June 17, 2022 marks the 51st anniversary of then-president Richard Nixon’s 1971 speech on the “War on Drugs” in which he declared illicit substances to be “Public Enemy Number One” and ordered an all out offensive against their manufacture, sale, and use.

Institute for Policy Studies Drug Policy Director Sanho Tree is available for comment and interviews on the historic and current significance of the war on drugs and its influence on present-day policy decisions at the state and national level. 

Tree has served as an expert on drug policy issues such as drug eradication, interdiction, harm reduction, and law enforcement crackdowns, as well as an advocate for reforms, for more than two decades. 

The war on drugs technically didn’t begin with Nixon’s speech – it began in 1875 with the San Francisco Opium Den Ordinance targeting Chinese immigrants who were seen as competing for jobs with white workers after the gold rush and the completion of the transcontinental railroads. But the Nixon era did come to define a particular carceral approach to anti-drug policies: since Nixon’s opening salvo, the current war on drugs has become synonymous with racialized policing of communities of color, militarization of law enforcement and borders, and the continued expansion of the prison industrial complex.

“The drug war has always been about the oppression and social control of people of color and minority groups,” Sanho Tree notes. “We’ve spent over $1 trillion over the past several decades fighting a war on drugs that’s been mostly a war on vulnerable people. Meanwhile, our policies of prohibition have transformed minimally processed agricultural and chemical commodities that cost pennies per dose to manufacture into priceless substances that can upend economies. The result is clear: drugs have won.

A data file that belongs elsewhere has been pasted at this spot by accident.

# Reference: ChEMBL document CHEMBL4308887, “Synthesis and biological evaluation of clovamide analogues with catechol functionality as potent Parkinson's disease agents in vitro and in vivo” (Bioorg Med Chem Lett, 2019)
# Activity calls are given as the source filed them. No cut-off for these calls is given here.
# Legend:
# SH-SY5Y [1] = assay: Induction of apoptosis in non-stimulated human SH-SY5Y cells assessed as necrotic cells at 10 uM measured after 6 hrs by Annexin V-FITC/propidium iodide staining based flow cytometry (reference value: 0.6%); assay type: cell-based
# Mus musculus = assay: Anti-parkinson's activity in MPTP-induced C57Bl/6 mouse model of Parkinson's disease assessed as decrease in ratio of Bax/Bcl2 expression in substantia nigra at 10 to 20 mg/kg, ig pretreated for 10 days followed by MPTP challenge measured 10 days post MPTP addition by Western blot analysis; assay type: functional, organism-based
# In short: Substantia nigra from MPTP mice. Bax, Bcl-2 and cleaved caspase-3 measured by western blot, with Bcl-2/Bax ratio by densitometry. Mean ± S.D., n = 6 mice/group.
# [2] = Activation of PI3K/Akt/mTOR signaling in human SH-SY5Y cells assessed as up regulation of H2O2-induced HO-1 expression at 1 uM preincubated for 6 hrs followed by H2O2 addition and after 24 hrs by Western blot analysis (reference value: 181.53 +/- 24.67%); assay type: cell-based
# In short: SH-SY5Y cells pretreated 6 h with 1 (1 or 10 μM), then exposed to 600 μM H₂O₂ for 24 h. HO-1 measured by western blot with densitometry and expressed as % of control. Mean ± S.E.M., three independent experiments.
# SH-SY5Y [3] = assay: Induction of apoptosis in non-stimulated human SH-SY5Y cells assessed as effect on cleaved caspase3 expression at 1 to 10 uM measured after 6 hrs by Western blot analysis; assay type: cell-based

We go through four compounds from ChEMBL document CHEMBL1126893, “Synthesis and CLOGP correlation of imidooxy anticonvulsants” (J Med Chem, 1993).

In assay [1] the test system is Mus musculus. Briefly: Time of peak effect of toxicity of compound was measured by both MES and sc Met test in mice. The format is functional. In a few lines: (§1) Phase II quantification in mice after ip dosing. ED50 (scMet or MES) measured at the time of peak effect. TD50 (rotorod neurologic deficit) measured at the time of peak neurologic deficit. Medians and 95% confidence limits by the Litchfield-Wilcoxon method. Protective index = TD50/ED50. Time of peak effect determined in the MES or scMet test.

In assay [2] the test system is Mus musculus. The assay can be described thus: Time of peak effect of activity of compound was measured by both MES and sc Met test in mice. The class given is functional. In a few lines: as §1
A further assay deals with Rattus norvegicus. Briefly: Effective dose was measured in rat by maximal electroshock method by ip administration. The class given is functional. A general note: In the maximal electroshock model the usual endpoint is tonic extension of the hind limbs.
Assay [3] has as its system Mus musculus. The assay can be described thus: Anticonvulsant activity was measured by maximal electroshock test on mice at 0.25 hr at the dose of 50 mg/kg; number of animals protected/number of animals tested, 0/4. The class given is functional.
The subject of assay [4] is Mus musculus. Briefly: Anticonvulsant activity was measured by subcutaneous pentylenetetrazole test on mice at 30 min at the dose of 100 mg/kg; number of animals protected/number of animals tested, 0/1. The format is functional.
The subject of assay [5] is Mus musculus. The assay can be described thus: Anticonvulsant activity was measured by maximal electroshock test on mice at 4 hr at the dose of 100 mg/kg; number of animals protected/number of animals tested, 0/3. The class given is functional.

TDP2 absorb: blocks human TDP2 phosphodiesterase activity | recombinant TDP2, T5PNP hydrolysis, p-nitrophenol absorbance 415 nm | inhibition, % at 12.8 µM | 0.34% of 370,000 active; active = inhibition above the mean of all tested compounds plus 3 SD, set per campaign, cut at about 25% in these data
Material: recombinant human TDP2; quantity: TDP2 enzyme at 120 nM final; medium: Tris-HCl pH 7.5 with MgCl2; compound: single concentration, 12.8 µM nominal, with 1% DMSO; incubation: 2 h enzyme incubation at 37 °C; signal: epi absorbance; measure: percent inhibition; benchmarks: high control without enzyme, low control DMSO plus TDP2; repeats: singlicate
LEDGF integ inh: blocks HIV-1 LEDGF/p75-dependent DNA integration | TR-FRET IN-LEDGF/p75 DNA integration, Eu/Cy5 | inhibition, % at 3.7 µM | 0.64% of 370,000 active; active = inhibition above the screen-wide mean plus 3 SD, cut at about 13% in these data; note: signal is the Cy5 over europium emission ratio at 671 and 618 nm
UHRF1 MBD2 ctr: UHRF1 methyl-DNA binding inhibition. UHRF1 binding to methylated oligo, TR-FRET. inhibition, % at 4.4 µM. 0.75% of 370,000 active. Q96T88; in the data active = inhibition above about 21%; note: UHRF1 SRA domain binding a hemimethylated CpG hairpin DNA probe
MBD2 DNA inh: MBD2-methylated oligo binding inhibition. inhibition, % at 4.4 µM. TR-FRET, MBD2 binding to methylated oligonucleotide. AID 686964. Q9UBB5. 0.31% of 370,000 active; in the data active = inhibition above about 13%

By 2010, the Associated Press estimated that the United States had spent $1 trillion on the failed drug war, while incarcerating millions of Americans for nonviolent drug related offenses each year.

A March 2022 analysis by the Prison Policy Initiative found that 1 in 5 incarcerated people in the United States are locked up due to drug related offenses (374,000 people on any given day).

This year, several states have introduced drug policy related initiatives at the ballot box that could turn the tide in favor of common sense reforms and decriminalization – including, for example, legalizing and then taxing certain drug substances and redirecting the revenue towards critical social programs. Maryland residents, for example, will have the opportunity to vote on the legalization of marijuana and more than 60% are estimated to be in favor of the measure.


To arrange an interview with Sanho Tree, contact IPS Media Manager Olivia Alperstein at or (202) 704-9011.

About the Institute for Policy Studies

For nearly six decades, the Institute for Policy Studies has provided critical research support for major social movements and progressive leaders inside and outside government and on the ground around the United States and the world. As the United States’ oldest progressive multi-issue think tank, IPS turns bold ideas into action through public scholarship and mentorship of the next generation of progressive scholars and activists.

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